WP explores with its random perturbations a space with dimensionality equal to the number of weights. For trials without temporal extent, NP only needs to explore a space with dimensionality equal to the number of nodes. The chain rule, amounting to a simple multiplication with the unweighted input strength, then allows to translate a desirable change in the summed weighted inputs into a change in a particular weight strength. NP thus uses additional information on the structure of the network (namely the linearity of input summation) to reduce the required exploration.

In linear approximation the optimal direction of weight changes aligns with the direction of the gradient of the reward. WP and NP seemingly attempt to find this direction by trying out random perturbations. Since the dimension of the space of possible perturbation directions is large, the probability of finding the gradient is small and a lot of exploration is necessary. This impedes WP and NP. The number of weights and thus the dimensionality of the perturbation space searched by WP is much larger than the number of nodes. NP is thus considered more suitable for reward-based neural network learning (3, 11, 12, 14, 18, 19) and its implementation in biological neural networks (15, 16). This is supported by quantitative analysis: (11) considered *M* linear perceptrons with *N* random inputs, using a student-teacher task. They found that for WP the optimal convergence rate of the student to the teacher weight matrix is by a factor *NM* worse than for exact gradient descent (GD). This is consistent with the argument that WP needs to search the *NM*-dimensional weight space to find the gradient, which is directly computed by GD. Accordingly, NP is worse than gradient descent by the dimensionality *M* of the node perturbation space.

The prerequisites of the arguments sketched above, however, do not hold in many biological situations. First, tasks in biology often extend in time and have a reward feedback that is temporally distant from the action (1, 6, 7, 12, 16). Second, the effective dimension of neural trajectories and of learning tasks is often comparably low (20–22). Our article analytically and numerically explores the perturbation-based learning of tasks with these features.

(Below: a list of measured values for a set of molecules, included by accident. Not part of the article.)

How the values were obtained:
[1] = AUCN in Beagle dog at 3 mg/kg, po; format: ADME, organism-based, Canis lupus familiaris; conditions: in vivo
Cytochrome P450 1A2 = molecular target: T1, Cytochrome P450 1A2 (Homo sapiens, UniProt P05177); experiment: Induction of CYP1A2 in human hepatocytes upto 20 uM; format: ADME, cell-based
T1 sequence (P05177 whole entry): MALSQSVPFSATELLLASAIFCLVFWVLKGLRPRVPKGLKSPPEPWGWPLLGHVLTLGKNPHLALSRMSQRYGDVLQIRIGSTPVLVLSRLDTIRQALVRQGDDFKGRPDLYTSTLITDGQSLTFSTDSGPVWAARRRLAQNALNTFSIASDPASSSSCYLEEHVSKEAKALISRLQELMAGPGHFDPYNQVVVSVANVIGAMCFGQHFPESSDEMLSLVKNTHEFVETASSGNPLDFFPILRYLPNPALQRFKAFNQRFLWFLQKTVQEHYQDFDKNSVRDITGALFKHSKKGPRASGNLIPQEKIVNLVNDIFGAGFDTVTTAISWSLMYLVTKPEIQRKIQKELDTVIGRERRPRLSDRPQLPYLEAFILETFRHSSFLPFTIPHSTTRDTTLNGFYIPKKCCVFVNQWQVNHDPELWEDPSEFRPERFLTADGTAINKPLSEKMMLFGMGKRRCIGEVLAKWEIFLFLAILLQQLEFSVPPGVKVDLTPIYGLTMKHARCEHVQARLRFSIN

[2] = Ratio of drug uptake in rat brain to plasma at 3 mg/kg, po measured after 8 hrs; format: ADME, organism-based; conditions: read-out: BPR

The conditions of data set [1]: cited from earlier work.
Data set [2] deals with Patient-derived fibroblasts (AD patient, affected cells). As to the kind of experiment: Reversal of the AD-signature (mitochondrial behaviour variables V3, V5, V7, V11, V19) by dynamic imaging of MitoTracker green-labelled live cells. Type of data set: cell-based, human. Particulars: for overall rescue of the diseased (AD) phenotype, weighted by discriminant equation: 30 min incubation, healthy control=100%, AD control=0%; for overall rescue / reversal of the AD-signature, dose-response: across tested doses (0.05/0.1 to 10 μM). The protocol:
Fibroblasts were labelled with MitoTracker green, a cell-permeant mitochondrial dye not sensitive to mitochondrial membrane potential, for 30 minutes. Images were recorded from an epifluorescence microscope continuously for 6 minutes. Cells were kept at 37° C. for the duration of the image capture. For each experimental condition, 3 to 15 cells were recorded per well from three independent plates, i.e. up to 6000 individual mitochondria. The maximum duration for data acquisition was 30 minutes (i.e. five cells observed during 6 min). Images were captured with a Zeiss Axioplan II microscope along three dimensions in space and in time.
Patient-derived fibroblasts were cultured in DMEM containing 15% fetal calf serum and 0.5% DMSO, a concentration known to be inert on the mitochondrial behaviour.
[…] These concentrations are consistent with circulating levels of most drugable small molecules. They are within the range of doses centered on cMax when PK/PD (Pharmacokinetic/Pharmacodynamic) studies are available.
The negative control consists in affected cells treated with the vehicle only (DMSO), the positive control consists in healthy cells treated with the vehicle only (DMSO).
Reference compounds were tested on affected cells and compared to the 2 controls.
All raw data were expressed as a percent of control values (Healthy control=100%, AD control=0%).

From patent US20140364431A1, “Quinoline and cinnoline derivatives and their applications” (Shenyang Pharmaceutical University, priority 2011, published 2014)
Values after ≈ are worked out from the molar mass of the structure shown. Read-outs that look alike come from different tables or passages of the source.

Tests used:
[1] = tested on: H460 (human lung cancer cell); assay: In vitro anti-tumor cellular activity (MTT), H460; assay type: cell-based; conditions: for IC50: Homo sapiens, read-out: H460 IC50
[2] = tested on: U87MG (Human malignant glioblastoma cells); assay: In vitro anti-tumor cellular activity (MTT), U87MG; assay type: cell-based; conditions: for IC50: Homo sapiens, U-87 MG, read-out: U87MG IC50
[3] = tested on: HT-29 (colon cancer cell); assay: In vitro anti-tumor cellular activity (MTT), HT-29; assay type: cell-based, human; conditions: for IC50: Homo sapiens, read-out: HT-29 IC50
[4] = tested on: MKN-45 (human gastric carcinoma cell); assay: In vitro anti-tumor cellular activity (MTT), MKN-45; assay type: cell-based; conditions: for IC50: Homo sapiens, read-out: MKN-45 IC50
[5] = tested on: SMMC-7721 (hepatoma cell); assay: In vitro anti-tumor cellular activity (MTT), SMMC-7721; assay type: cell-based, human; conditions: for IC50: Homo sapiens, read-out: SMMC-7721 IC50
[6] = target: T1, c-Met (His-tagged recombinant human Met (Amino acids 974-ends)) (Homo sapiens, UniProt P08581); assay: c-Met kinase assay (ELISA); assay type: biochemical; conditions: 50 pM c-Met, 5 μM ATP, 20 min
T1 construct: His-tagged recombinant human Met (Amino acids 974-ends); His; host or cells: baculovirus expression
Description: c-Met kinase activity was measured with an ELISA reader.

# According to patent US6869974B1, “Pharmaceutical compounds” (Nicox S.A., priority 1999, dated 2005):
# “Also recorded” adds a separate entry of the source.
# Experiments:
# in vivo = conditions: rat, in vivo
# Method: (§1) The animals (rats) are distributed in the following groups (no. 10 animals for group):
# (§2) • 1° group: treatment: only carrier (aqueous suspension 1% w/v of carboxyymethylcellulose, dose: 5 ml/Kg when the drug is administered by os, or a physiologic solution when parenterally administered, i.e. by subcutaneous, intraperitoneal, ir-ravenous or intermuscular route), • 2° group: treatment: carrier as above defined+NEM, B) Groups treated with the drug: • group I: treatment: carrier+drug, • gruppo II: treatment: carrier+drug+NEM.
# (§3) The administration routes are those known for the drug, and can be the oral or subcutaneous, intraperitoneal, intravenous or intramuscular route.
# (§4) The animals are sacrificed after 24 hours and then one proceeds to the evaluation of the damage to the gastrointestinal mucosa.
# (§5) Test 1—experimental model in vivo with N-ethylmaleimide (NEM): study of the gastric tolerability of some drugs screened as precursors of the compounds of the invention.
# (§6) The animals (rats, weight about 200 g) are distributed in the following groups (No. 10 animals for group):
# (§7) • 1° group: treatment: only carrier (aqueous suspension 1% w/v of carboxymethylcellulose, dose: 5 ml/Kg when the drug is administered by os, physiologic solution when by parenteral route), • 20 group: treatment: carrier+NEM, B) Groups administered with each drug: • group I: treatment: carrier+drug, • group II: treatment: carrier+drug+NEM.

The article is structured as follows. First, we introduce the employed WP and NP learning models. We then derive analytic expressions for the evolution of expected error (negative reward) in linear networks solving temporally extended, lowdimensional reward-based learning tasks. This allows to identify conditions for which WP outperforms NP as well as the underlying reasons. Furthermore we delineate distinguishing qualitative characteristics of the weight and error dynamics. Finally we numerically show that WP is comparably good or outperforms NP in different biologically relevant and standard network learning applications.

## Results

### Learning models and task principles

Our study models the learning of tasks that are temporally extended. Time is split into discrete steps, indexed by *t* =1,…, *T*, where *T* is the duration of a trial. During this period, a neural network receives external input and generates output. At the end of a trial, it receives a scalar error feedback *E* about its performance (10, 12, 16, 18, 23). To quantitatively introduce the learning rules, we consider a neuron *i*, which may be part of a larger network. It generates in the *t*-th time bin an output firing rate *z _{it}*, in response to the firing rates

*r*of its

_{jt}*N*presynaptic neurons,

Here *w _{ij}* is the weight of the synapse from neuron

*j*to neuron

*i*. The generally nonlinear activation function

*g*implements the relation between the total input current and the output firing rate of the neuron (7, 24). We note that the individual synaptic input currents

*w*in the model sum up linearly. This is a standard assumption, and it is a requirement for the NP scheme (11, 12, 17, 25). In presence of nonlinear dendritic compartments (26, 27), each of these could be an independently perturbed node.

_{ij}r_{jt}We model WP learning by adding in the beginning of a trial a temporally static weight change to each of the weights *w _{ij}* (10, 23). The output of the neuron then reads
where are the input rates, which may have a perturbation due to upstream perturbed weights. are independent and identically distributed (iid) Gaussian white noise perturbations with standard deviation

*σ*

_{WP}, , where the angular brackets denote the average over perturbation realizations and

*δ*is the Kronecker delta. The perturbations change the output, which in turn influences the reward received at the end of the trial, Fig. 1a) left hand side. We usually assume that the difference in reward between the perturbed and an unperturbed trial with for all

*i,j*is used to estimate the gradient: When the reward increases, for small perturbations this means that the tried perturbation has a positive component along the reward gradient. Consequently the update is chosen in the direction of that perturbation. When the reward decreases, the update is chosen in the opposite direction. We use the update rule where